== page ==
Obstetrician & Gynecologist (OB/GYN)
What you need to know
Obstetricians and gynecologists (OB/GYNs) provide care related to pregnancy, childbirth, and the female reproductive system.
They treat and counsel women throughout their pregnancy and deliver babies. They also diagnose and treat health issues specific to women, such as breast cancer, cervical cancer, hormonal disorders, and symptoms related to menopause.
Many obstetricians and gynecologists work long, irregular, and overnight hours. Obstetricians and gynecologists may travel between their offices and hospitals to care for their patients. While on call, they may need to address a patient’s concerns over the phone or make an emergency visit to a hospital or nursing home.
Some of the things obstetricians and gynecologists might do:
- Take a patient’s medical history
- Update charts and patient information to show current findings and treatments
- Perform preventative screenings for health issues
- Perform surgery and assist with labor and delivery of babies
- Order tests for nurses or other healthcare staff to perform
- Review test results to identify any abnormal findings
- Recommend and design a plan of treatment
- Address concerns or answer questions that patients have about their health and well-being
- Help patients take care of their health by discussing topics such as proper nutrition and hygiene
- Communication skills: Obstetricians and gynecologists need to be excellent communicators. They must communicate effectively with their patients and other healthcare support staff.
- Compassion: Patients who are sick or injured may be in extreme pain or distress. Obstetricians and gynecologists must treat patients and their families with compassion and understanding.
- Detail oriented: Patients must receive appropriate treatment and medications. Obstetricians and gynecologists must accurately monitor and record various pieces of information related to patient care.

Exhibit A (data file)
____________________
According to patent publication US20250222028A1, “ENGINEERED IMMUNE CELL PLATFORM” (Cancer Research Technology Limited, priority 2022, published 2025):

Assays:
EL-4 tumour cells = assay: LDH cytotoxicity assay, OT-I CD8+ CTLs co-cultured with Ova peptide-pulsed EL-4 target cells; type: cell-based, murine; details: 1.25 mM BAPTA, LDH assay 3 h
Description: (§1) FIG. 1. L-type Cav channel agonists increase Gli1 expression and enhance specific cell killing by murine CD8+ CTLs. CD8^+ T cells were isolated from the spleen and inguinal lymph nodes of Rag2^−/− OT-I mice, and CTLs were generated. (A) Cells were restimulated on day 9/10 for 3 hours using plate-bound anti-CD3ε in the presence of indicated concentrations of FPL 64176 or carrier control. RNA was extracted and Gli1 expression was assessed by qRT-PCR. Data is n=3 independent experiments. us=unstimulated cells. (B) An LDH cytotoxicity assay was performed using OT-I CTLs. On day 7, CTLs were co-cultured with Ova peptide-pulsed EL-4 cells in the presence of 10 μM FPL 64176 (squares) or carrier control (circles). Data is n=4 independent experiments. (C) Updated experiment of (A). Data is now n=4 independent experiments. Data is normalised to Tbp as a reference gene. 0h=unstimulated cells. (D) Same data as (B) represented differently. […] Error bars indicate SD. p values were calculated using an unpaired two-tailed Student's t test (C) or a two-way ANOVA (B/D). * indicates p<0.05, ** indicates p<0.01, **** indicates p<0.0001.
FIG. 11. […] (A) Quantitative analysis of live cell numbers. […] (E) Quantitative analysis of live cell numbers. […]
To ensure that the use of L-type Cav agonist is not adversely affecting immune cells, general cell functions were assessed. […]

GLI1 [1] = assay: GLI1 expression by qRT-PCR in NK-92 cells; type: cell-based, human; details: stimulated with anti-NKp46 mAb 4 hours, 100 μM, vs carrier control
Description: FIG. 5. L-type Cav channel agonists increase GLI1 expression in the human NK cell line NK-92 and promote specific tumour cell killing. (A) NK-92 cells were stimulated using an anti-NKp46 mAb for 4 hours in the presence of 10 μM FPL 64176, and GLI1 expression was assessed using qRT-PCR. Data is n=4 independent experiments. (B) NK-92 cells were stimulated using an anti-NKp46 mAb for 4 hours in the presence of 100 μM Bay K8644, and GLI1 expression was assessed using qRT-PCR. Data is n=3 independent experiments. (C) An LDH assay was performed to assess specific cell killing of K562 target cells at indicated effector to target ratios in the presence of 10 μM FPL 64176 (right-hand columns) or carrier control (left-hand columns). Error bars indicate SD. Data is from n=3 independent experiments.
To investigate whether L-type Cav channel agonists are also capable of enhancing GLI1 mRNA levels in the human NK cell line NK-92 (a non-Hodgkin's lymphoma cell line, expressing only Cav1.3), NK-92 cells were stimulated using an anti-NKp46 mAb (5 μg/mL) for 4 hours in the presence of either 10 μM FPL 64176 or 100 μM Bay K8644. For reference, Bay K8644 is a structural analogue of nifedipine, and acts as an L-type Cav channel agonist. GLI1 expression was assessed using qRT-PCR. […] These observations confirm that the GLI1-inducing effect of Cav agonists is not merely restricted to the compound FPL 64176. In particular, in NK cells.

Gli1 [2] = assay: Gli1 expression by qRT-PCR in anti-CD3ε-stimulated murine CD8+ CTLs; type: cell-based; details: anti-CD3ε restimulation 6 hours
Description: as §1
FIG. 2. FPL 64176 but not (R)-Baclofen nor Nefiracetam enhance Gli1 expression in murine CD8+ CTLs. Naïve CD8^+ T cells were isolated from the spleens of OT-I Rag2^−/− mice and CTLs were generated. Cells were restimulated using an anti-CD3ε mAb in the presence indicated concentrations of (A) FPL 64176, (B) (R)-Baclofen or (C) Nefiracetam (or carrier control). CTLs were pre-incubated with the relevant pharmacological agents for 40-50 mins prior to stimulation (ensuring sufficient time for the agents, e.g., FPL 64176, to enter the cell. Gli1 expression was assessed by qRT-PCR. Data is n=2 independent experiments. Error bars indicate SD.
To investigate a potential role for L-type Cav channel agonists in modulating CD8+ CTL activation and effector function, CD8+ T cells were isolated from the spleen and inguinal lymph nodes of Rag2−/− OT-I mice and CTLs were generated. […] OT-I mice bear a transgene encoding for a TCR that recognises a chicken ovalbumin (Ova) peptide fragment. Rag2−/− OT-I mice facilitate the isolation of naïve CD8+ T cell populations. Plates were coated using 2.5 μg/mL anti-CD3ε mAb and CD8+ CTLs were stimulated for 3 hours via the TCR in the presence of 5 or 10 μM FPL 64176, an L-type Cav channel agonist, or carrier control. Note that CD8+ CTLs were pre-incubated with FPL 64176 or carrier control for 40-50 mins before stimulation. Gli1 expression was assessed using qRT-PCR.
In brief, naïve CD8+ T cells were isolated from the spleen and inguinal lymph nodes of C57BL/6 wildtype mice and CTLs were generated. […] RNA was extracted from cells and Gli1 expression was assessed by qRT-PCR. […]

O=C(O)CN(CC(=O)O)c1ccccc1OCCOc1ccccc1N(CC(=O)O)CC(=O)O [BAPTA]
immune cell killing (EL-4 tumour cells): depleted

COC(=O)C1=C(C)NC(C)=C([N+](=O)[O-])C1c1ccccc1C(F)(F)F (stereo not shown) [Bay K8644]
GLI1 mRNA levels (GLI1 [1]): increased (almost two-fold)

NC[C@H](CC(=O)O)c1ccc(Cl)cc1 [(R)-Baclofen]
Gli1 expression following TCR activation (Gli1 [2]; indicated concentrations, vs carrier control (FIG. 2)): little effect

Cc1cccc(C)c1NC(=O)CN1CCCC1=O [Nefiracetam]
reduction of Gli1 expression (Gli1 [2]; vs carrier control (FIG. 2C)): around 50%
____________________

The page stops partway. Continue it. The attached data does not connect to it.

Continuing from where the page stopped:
- Dexterity: Obstetricians and gynecologists may work with very precise and sometimes sharp tools, and mistakes can have serious consequences.
- Leadership skills: Obstetricians and gynecologists who work in their own practice must manage a staff of other professionals.
- Organizational skills: Good recordkeeping and other organizational skills are critical in both medical and business settings.
- Patience. Obstetricians and gynecologists may work for long periods with patients who need special attention: Persons who fear medical treatment may require more patience.
- Physical stamina: Obstetricians and gynecologists should be comfortable lifting or turning disabled patients, or performing other physical tasks.
- Problem-solving skills: Obstetricians and gynecologists need to evaluate patients’ symptoms and administer the appropriate treatments. They need to do this quickly if a patient’s life is threatened.
The average pay for obstetricians and gynecologists in the United States is approximately $303,000 according to an annual Medscape survey in 2019.
The specific pay depends on factors such as level of experience, education and training, geographic location, and specific industry.
Overall employment of obstetricians and gynecologists is projected to grow 16 percent from 2016 to 2026, faster than the average for all occupations.
Prospects should be especially good for obstetricians and gynecologists who are willing to practice in rural and low-income areas, because these areas tend to have difficulty attracting physicians.
Obstetricians and gynecologists typically need a bachelor’s degree, a degree from a medical school, which takes 4 years to complete, and, 3 to 7 years in internship and residency programs.
Medical schools are highly competitive. Most applicants must submit transcripts, scores from the Medical College Admission Test (MCAT), and letters of recommendation. Schools also consider an applicant’s personality, leadership qualities, and participation in extracurricular activities. Most schools require applicants to interview with members of the admissions committee.
Students spend most of the first 2 years of medical school in laboratories and classrooms, taking courses such as anatomy, biochemistry, pharmacology, psychology, medical ethics, and in the laws governing medicine. They also gain practical skills; learning to take medical histories, examine patients, and diagnose illnesses.
During their last 2 years, medical students work with patients under the supervision of experienced physicians in hospitals and clinics. Through rotations in internal medicine, family practice, obstetrics and gynecology, pediatrics, psychiatry, and surgery, they gain experience in diagnosing and treating illnesses in a variety of areas.